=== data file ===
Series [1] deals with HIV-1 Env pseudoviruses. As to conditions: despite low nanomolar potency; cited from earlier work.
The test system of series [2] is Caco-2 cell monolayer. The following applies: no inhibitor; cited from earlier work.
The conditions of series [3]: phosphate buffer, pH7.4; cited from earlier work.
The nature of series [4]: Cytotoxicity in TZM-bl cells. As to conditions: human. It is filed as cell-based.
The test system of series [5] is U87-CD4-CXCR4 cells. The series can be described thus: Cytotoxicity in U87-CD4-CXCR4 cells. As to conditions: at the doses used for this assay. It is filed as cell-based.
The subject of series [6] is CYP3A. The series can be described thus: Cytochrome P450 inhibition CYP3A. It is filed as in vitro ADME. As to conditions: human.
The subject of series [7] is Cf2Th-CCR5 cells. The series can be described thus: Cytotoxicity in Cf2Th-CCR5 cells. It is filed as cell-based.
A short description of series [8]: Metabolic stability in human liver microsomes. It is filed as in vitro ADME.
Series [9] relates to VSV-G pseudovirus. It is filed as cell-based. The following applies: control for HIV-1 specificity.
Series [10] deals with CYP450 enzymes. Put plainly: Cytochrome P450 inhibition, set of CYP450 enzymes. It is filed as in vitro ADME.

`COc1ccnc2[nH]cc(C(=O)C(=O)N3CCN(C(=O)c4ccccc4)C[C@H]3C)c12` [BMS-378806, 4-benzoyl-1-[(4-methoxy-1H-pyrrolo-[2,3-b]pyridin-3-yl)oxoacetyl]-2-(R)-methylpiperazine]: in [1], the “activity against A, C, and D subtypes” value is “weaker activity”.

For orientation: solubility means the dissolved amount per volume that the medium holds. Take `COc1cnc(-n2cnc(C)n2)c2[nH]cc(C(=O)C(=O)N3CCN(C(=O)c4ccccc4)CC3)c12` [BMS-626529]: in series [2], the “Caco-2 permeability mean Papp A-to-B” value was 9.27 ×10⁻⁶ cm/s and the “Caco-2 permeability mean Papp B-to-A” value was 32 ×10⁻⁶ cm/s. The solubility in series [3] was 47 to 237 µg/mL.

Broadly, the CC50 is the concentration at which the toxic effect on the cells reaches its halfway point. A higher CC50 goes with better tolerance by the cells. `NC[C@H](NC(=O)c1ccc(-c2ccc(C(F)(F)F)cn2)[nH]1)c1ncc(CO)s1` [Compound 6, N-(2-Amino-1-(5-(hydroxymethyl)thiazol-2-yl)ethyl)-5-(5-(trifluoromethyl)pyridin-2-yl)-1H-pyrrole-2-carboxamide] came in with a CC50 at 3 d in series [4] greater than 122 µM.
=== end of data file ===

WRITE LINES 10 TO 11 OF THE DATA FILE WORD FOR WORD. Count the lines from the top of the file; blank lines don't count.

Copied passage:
Series [10] deals with CYP450 enzymes. Put plainly: Cytochrome P450 inhibition, set of CYP450 enzymes. It is filed as in vitro ADME.

`COc1ccnc2[nH]cc(C(=O)C(=O)N3CCN(C(=O)c4ccccc4)C[C@H]3C)c12` [BMS-378806, 4-benzoyl-1-[(4-methoxy-1H-pyrrolo-[2,3-b]pyridin-3-yl)oxoacetyl]-2-(R)-methylpiperazine]: in [1], the “activity against A, C, and D subtypes” value is “weaker activity”.